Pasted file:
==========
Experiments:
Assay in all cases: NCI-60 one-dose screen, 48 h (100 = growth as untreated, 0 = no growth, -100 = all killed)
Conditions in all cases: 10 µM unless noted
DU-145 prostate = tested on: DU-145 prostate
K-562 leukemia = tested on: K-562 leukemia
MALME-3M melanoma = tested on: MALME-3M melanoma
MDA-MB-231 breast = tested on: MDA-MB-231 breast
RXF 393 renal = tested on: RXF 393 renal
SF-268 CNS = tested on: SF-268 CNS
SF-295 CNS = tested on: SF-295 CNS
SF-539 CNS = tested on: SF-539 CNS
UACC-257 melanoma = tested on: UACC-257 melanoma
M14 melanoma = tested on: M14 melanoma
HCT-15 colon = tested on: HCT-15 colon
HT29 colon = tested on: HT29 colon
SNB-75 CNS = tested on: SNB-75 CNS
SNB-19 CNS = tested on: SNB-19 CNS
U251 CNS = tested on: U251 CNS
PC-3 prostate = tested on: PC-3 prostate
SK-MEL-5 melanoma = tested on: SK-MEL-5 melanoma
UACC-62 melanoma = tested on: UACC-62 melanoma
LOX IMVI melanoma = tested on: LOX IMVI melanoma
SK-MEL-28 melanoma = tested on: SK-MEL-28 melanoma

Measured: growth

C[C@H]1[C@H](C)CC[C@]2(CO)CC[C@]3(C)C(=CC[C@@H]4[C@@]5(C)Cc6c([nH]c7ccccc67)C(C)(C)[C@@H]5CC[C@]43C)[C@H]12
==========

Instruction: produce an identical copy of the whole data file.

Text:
Experiments:
Assay in all cases: NCI-60 one-dose screen, 48 h (100 = growth as untreated, 0 = no growth, -100 = all killed)
Conditions in all cases: 10 µM unless noted
DU-145 prostate = tested on: DU-145 prostate
K-562 leukemia = tested on: K-562 leukemia
MALME-3M melanoma = tested on: MALME-3M melanoma
MDA-MB-231 breast = tested on: MDA-MB-231 breast
RXF 393 renal = tested on: RXF 393 renal
SF-268 CNS = tested on: SF-268 CNS
SF-295 CNS = tested on: SF-295 CNS
SF-539 CNS = tested on: SF-539 CNS
UACC-257 melanoma = tested on: UACC-257 melanoma
M14 melanoma = tested on: M14 melanoma
HCT-15 colon = tested on: HCT-15 colon
HT29 colon = tested on: HT29 colon
SNB-75 CNS = tested on: SNB-75 CNS
SNB-19 CNS = tested on: SNB-19 CNS
U251 CNS = tested on: U251 CNS
PC-3 prostate = tested on: PC-3 prostate
SK-MEL-5 melanoma = tested on: SK-MEL-5 melanoma
UACC-62 melanoma = tested on: UACC-62 melanoma
LOX IMVI melanoma = tested on: LOX IMVI melanoma
SK-MEL-28 melanoma = tested on: SK-MEL-28 melanoma

Measured: growth

C[C@H]1[C@H](C)CC[C@]2(CO)CC[C@]3(C)C(=CC[C@@H]4[C@@]5(C)Cc6c([nH]c7ccccc67)C(C)(C)[C@@H]5CC[C@]43C)[C@H]12